Blair can be an asset to any NBA team if he chooses to forgo his junior year and enter the draft, which seems likely considering that he currently projects as a strong first round pick. He is a high character guy who plays with a lot of emotion and energy on the court. He also has a likeable personality and will be someone that others want to be around. He has the potential to be an outstanding role player and ferocious rebounder, and it won’t be surprising to see him making an impact in the NBA next season.

Jonny Flynn, 6’0, Point Guard, Sophomore, Syracuse
17.4 points, 6.7 assists, 2.7 rebounds, 1.4 steals, 3.4 turnovers, 46% FG, 79% FT, 32% 3PT

Joseph Treutlein

Even though we wrote about Jonny Flynn just over a month ago, we’re writing about him once again due to his outstanding postseason play, especially in leading Syracuse to the Big East Championship. Over the past month, Flynn has shown great toughness and competitiveness, leading his team to a great postseason run in many grueling games.

Over the course of these games, Flynn has eased some of the doubts about his game by adjusting his playing style at times, playing more of a facilitator role, not forcing the issue as much as usual. Still, in spite of showing flashes of progress, Flynn’s flair for the dramatic definitely popped up at times, as he showed off his penchant for trying too hard to create big plays.

As a point guard, Flynn has outstanding capabilities as a shot creator with his court vision and quickness, things he frequently shows off, but his decision-making is still a bit erratic. Whether it’s pulling up for a contested jumper early in the shot clock or driving into three defenders and forcing up a shot, Flynn is prone to some foolish choices on the court. Also, you get the impression that he sometimes will try to convert stylish passes for flashy assists rather than merely executing a fundamental one, attempting no-look passes or lazy lobs when a simple one would do the job better, something that leads to unnecessary turnovers. To his credit, he’s definitely gotten better with these things in his time at Syracuse, and oftentimes he’s capable of making a positive play out of the situations he puts himself in, but just as often it ends up in a turnover.

As a shooter, Flynn shoots an unimpressive 32% from behind the three-point line, but he’s probably a slightly better shooter than those numbers would indicate, as of his 169 jump shots logged by Synergy Sports Technology, only 29 were uncontested spot-up jumpers, while the rest were contested, off the dribble, or both. When Flynn does make the leap to the NBA, it’s only natural that he’d be less of an offensive focal point, so his number of uncontested spot-ups should increase, while he won’t be forced to create for himself off the dribble as frequently, which should result in an increase in his shooting efficiency. Still, there is no doubt that Flynn will need to become a better shooter if he’s to be able to establish himself as legit starting material in the NBA.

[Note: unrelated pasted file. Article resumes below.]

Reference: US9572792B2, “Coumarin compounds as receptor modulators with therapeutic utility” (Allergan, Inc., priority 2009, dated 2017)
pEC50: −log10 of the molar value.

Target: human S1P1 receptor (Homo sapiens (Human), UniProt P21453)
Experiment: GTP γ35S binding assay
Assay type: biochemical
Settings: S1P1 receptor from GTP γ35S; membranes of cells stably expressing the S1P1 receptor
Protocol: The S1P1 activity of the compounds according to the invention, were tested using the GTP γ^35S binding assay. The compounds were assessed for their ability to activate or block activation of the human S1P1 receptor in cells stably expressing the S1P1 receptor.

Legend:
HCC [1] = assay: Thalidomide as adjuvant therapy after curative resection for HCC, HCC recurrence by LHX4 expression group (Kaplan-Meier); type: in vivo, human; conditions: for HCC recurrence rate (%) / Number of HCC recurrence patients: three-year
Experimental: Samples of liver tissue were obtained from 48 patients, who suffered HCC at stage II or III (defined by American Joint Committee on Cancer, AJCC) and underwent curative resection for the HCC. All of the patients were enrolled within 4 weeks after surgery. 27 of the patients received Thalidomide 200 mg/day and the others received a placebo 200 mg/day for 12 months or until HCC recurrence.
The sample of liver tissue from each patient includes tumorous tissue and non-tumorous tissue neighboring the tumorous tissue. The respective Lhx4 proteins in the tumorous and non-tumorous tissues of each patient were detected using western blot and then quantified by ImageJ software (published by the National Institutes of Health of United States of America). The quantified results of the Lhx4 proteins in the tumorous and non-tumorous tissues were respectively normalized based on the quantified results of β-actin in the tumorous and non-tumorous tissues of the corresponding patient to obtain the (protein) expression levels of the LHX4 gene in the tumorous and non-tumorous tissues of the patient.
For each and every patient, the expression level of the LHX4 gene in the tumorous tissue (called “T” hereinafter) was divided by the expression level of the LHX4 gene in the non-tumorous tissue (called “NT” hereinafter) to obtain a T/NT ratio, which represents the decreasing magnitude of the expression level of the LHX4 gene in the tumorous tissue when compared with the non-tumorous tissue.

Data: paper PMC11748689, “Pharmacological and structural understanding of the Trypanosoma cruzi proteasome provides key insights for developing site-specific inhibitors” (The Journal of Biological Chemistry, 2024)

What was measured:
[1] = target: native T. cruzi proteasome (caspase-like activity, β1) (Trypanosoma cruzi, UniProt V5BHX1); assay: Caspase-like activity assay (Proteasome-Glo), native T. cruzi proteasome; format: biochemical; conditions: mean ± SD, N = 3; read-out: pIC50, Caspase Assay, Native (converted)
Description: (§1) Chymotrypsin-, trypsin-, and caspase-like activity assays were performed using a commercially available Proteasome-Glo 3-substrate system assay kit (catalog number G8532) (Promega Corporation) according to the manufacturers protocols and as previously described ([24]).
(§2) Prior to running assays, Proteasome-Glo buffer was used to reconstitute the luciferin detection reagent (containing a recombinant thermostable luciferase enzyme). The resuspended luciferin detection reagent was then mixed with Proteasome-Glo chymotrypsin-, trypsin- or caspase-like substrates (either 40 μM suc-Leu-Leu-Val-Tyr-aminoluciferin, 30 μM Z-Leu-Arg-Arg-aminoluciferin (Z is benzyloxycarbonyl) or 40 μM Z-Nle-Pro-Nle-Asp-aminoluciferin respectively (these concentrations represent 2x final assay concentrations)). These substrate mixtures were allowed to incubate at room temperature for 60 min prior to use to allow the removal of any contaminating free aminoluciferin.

On the other hand, despite his exceptional ability to get into the lane, Flynn’s ability to finish at the basket should become even more of a problem, given his lack of great size and that he already has troubles finishing at the rim. According to SST, Flynn converts only 54% of his finishes at the basket, which would rank him in the 26th percentile of NCAA players, and that’s only going against college frontlines.

It’s tough to project Flynn to the next level, as in spite of his tremendous talent level, it’s clear that he’ll need to make multiple adjustments with his game to maximize his effectiveness, both as a scorer and a distributor. By becoming less dominant of possessions and trying to make less highlight reel plays, Flynn should be able to greatly improve his efficiency, and has the potential to be quite a solid point guard. In addition, it’s questionable how he’ll be able to defend at the next level given his small size and wavering commitment to defense.

Flynn has publicly stated that he intends to return to Syracuse for his junior season, though there’s still no telling whether he decides to test the NBA draft waters. If he does, teams will likely be attracted to the fact that he should be able to create sparkplug offense for a team rather quickly with his tenacious and athletic style of play, as well as his long-term potential if he continues making adjustments to his game. If he does declare, Flynn should be firmly in first round discussions, as we currently project him in the mid-teens. He may even be drafted higher than that based on what we’re hearing from certain teams. Returning to school may be the best for his long-term development, but it’d be hard to fault him for leaving.

Matt Bouldin, 6-5, Point Guard / Shooting Guard, Junior, Gonzaga
13.6 Points, 4.1 Rebounds, 3.4 Assists, 1.7 Turnovers, 1.5 Steals, 49% FG, 42% 3P, 74% FT

Matt Williams